The push to redevelop the flagging Moorestown Mall property has attracted a new apartment complex, the largest ambulatory center for Cooper University Health Care and now a liquor and wine store.
Jit Renjen of Edison has applied to the Planning Board to turn the now-closed, 22,612-square-foot Sears Auto Center on the property into a Buy-Rite Wine & Liquor Store.
Board members will hear testimony and consider Renjen's plan at a meeting on October 27 at 7 p.m. He seeks approval for a change of use and preliminary- and final-site plan approval for the property, which is in the Moorestown Mall Redevelopment Area. The Buy-Rite application is the lone agenda item for the special meeting.
The Sears Auto Center closed in 2020. The building, which was constructed about 50 years ago according to documents filed with the application, is owned by 73 Realco LLC of Monmouth Junction.
Over the last few years, the mall has lost anchor stores and other tenants and its owner, Pennsylvania Real Estate Investment Trust (PREIT), has sought ways to reinvent it as a successful commercial property.
In February, the Planning Board approved plans for a 375-apartment and parking garage complex on part of the parking lot near the Boscov's department store.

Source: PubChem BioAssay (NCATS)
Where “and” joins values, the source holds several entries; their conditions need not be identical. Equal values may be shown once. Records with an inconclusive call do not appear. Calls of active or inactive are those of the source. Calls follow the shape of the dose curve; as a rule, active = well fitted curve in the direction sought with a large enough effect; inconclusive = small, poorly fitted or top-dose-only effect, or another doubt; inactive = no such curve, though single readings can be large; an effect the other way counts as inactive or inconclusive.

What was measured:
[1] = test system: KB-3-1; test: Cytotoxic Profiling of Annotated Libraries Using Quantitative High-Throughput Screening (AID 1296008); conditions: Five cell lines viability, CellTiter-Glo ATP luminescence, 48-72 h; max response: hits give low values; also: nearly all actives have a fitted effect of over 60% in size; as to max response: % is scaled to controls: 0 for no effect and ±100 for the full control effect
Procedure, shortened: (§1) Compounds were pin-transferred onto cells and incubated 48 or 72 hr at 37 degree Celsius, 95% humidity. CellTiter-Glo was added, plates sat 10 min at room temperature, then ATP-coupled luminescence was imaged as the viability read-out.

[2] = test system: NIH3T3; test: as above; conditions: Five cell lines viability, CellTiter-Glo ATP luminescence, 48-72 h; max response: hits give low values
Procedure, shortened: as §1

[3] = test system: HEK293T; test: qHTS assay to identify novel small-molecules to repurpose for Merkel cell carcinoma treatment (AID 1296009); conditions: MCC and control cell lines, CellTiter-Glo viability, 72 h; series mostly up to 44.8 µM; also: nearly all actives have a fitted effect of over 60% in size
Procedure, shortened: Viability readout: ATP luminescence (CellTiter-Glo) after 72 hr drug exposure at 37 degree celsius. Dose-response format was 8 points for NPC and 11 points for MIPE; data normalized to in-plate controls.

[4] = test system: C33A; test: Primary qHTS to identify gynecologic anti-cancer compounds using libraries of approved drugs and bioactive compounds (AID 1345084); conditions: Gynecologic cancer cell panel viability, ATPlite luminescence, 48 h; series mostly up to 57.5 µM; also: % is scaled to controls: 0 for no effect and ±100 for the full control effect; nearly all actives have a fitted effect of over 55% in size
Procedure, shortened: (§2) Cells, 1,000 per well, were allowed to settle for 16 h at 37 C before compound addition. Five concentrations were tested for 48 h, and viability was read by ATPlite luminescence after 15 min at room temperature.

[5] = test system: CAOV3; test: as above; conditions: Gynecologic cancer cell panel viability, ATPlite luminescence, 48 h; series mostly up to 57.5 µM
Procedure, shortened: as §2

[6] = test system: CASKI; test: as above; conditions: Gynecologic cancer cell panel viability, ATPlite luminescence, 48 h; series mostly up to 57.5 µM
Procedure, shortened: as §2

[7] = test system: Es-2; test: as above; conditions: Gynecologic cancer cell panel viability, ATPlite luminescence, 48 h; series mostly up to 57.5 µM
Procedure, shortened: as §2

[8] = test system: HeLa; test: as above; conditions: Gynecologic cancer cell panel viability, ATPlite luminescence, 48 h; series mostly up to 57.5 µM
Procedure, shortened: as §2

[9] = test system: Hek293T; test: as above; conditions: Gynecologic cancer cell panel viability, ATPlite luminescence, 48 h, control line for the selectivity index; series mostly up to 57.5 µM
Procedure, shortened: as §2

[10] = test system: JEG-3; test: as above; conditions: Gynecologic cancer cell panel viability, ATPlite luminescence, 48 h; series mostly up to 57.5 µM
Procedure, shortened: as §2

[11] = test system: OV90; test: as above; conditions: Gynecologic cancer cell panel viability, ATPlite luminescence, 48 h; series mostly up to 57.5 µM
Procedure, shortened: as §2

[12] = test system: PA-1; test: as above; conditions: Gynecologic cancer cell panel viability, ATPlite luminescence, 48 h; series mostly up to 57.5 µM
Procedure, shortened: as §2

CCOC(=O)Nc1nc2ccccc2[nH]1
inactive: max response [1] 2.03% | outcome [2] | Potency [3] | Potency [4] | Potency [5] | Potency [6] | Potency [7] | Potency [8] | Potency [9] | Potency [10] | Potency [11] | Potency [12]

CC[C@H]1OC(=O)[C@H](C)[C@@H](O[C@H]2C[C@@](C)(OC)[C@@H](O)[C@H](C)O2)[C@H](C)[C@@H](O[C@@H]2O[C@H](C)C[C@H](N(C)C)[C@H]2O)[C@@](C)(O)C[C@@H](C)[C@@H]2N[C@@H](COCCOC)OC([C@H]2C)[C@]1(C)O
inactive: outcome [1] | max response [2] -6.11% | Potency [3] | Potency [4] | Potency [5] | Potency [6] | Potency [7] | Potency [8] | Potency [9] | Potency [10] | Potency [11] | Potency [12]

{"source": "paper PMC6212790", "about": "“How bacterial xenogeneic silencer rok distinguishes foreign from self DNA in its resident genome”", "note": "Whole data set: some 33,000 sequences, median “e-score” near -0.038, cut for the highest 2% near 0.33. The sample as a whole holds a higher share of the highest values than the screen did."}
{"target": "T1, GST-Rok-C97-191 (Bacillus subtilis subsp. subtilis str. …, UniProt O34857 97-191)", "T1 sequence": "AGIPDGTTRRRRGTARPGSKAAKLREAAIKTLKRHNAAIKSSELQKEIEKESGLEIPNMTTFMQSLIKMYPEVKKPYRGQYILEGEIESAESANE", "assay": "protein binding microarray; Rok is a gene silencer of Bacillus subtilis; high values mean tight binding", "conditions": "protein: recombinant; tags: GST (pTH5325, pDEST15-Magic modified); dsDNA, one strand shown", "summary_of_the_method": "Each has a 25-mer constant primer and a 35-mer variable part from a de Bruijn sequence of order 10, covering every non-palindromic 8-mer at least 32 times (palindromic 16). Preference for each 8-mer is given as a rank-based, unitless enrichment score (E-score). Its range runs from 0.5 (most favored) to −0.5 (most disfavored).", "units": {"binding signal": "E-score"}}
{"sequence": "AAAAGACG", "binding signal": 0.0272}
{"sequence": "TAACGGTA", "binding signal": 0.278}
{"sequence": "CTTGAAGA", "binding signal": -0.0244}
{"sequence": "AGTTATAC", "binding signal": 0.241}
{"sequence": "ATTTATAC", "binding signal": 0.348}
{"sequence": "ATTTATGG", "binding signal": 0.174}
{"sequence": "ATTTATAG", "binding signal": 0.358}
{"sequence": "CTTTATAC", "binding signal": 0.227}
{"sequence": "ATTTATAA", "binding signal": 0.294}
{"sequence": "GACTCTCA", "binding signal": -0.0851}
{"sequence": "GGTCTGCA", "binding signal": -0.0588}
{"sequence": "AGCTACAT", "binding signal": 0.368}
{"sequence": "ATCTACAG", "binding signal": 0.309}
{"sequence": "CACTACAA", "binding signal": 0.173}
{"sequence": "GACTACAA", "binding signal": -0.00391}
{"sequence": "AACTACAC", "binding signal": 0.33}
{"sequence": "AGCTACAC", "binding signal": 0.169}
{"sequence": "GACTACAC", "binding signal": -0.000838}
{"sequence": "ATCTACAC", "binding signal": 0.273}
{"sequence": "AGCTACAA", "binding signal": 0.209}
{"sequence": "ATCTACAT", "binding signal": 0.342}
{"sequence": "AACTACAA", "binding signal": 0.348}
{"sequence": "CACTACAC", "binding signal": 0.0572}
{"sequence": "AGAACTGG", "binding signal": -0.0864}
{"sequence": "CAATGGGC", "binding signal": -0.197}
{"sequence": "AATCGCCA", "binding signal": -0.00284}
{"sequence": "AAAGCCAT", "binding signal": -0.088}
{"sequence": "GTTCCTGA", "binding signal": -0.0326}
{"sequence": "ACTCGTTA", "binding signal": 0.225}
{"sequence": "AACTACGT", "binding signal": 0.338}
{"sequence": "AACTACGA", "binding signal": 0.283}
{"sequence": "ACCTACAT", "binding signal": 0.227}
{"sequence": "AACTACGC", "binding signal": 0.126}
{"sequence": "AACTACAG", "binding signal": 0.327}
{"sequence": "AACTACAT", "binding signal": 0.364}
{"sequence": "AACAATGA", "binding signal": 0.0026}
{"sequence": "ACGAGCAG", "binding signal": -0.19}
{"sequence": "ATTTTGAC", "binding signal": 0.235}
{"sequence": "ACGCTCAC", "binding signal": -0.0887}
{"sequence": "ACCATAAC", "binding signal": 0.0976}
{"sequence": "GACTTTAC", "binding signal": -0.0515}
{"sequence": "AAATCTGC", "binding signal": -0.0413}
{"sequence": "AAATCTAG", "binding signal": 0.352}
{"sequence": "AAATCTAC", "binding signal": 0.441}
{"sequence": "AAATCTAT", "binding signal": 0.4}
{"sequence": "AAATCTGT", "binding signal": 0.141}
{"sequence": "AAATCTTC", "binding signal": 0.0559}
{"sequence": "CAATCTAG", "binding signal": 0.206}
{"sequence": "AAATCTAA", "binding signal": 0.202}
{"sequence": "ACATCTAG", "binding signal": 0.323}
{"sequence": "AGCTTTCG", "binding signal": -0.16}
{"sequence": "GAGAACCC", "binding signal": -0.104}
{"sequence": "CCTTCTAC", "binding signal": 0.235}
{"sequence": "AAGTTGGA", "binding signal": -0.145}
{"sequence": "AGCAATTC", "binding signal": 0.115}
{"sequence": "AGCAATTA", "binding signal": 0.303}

The board in February also approved plans for Cooper's largest ambulatory center in the former Sears store in the mall. The health care company expects to have 200 employees working on three floors.
A letter from the Planning Board engineer who reviewed the liquor store plans for the former Sears Auto Center says the pavement near the building needs to be replaced.
"Upon a site visit, it was determined that the pavement for the main drive aisle and drive aisle nearest the trash enclosure is in poor and deteriorated condition and should be repaired and/or milled and overlaid," recommended Christopher J. Noll of Environmental Resolutions Inc. of Mount Laurel.
The board's planners, Michelle and Scott Taylor of Taylor Design Group Inc. of Mount Laurel, noted in their review letter that the mall's Redevelopment Plan requires bicycle parking for commercial developments. The planners said the applicant should add bicycle parking or seek a waiver.
A proposal for blue and yellow stripes on the building would not complement "warm tones" for building faces, which is recommended, they wrote. The applicant should testify in support of its blue and yellow stripes, they wrote.
"Several existing trees are being preserved in the existing parking lot islands," the planners stated. "The health of these trees should be evaluated by an arborist with recommendations provided for any corrective measures needed or removal and replacement."